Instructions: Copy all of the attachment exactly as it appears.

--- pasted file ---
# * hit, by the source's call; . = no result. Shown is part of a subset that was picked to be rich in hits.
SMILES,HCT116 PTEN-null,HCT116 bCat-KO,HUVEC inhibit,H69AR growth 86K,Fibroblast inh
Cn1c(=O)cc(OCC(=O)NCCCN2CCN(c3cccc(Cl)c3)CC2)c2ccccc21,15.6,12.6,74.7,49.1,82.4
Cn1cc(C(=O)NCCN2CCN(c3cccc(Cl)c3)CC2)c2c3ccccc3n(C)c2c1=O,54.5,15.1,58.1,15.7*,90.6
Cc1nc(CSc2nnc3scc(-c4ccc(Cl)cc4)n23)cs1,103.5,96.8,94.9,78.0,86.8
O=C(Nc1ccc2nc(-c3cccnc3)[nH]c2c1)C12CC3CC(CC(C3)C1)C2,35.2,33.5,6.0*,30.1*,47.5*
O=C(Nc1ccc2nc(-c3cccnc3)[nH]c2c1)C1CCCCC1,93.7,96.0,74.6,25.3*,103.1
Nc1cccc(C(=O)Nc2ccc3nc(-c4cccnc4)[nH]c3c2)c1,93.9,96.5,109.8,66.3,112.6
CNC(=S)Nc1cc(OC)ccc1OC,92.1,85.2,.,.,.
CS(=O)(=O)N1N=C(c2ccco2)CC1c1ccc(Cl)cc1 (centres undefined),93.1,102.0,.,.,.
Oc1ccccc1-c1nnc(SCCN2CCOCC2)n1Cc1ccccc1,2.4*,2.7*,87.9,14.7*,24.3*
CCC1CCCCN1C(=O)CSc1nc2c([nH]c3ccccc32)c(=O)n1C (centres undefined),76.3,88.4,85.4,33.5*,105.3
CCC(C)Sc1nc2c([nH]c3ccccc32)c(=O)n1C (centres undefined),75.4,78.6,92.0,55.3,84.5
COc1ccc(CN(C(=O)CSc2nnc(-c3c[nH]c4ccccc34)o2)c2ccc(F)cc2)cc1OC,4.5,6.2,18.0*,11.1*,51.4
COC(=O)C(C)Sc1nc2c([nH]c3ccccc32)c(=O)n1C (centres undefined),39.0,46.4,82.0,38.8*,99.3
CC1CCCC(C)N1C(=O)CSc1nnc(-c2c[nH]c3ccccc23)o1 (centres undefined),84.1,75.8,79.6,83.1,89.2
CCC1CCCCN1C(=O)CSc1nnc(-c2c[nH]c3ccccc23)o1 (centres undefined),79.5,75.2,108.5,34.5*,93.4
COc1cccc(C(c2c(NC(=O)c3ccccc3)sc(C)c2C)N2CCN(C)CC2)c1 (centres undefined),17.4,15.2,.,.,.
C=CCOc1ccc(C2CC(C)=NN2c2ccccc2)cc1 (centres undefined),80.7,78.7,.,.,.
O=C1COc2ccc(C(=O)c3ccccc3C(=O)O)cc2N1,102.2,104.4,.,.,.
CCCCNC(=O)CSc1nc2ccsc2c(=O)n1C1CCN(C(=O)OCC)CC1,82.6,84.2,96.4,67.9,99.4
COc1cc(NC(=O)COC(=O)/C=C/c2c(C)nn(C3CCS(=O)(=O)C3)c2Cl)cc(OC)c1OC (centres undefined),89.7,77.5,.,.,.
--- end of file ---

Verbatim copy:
# * hit, by the source's call; . = no result. Shown is part of a subset that was picked to be rich in hits.
SMILES,HCT116 PTEN-null,HCT116 bCat-KO,HUVEC inhibit,H69AR growth 86K,Fibroblast inh
Cn1c(=O)cc(OCC(=O)NCCCN2CCN(c3cccc(Cl)c3)CC2)c2ccccc21,15.6,12.6,74.7,49.1,82.4
Cn1cc(C(=O)NCCN2CCN(c3cccc(Cl)c3)CC2)c2c3ccccc3n(C)c2c1=O,54.5,15.1,58.1,15.7*,90.6
Cc1nc(CSc2nnc3scc(-c4ccc(Cl)cc4)n23)cs1,103.5,96.8,94.9,78.0,86.8
O=C(Nc1ccc2nc(-c3cccnc3)[nH]c2c1)C12CC3CC(CC(C3)C1)C2,35.2,33.5,6.0*,30.1*,47.5*
O=C(Nc1ccc2nc(-c3cccnc3)[nH]c2c1)C1CCCCC1,93.7,96.0,74.6,25.3*,103.1
Nc1cccc(C(=O)Nc2ccc3nc(-c4cccnc4)[nH]c3c2)c1,93.9,96.5,109.8,66.3,112.6
CNC(=S)Nc1cc(OC)ccc1OC,92.1,85.2,.,.,.
CS(=O)(=O)N1N=C(c2ccco2)CC1c1ccc(Cl)cc1 (centres undefined),93.1,102.0,.,.,.
Oc1ccccc1-c1nnc(SCCN2CCOCC2)n1Cc1ccccc1,2.4*,2.7*,87.9,14.7*,24.3*
CCC1CCCCN1C(=O)CSc1nc2c([nH]c3ccccc32)c(=O)n1C (centres undefined),76.3,88.4,85.4,33.5*,105.3
CCC(C)Sc1nc2c([nH]c3ccccc32)c(=O)n1C (centres undefined),75.4,78.6,92.0,55.3,84.5
COc1ccc(CN(C(=O)CSc2nnc(-c3c[nH]c4ccccc34)o2)c2ccc(F)cc2)cc1OC,4.5,6.2,18.0*,11.1*,51.4
COC(=O)C(C)Sc1nc2c([nH]c3ccccc32)c(=O)n1C (centres undefined),39.0,46.4,82.0,38.8*,99.3
CC1CCCC(C)N1C(=O)CSc1nnc(-c2c[nH]c3ccccc23)o1 (centres undefined),84.1,75.8,79.6,83.1,89.2
CCC1CCCCN1C(=O)CSc1nnc(-c2c[nH]c3ccccc23)o1 (centres undefined),79.5,75.2,108.5,34.5*,93.4
COc1cccc(C(c2c(NC(=O)c3ccccc3)sc(C)c2C)N2CCN(C)CC2)c1 (centres undefined),17.4,15.2,.,.,.
C=CCOc1ccc(C2CC(C)=NN2c2ccccc2)cc1 (centres undefined),80.7,78.7,.,.,.
O=C1COc2ccc(C(=O)c3ccccc3C(=O)O)cc2N1,102.2,104.4,.,.,.
CCCCNC(=O)CSc1nc2ccsc2c(=O)n1C1CCN(C(=O)OCC)CC1,82.6,84.2,96.4,67.9,99.4
COc1cc(NC(=O)COC(=O)/C=C/c2c(C)nn(C3CCS(=O)(=O)C3)c2Cl)cc(OC)c1OC (centres undefined),89.7,77.5,.,.,.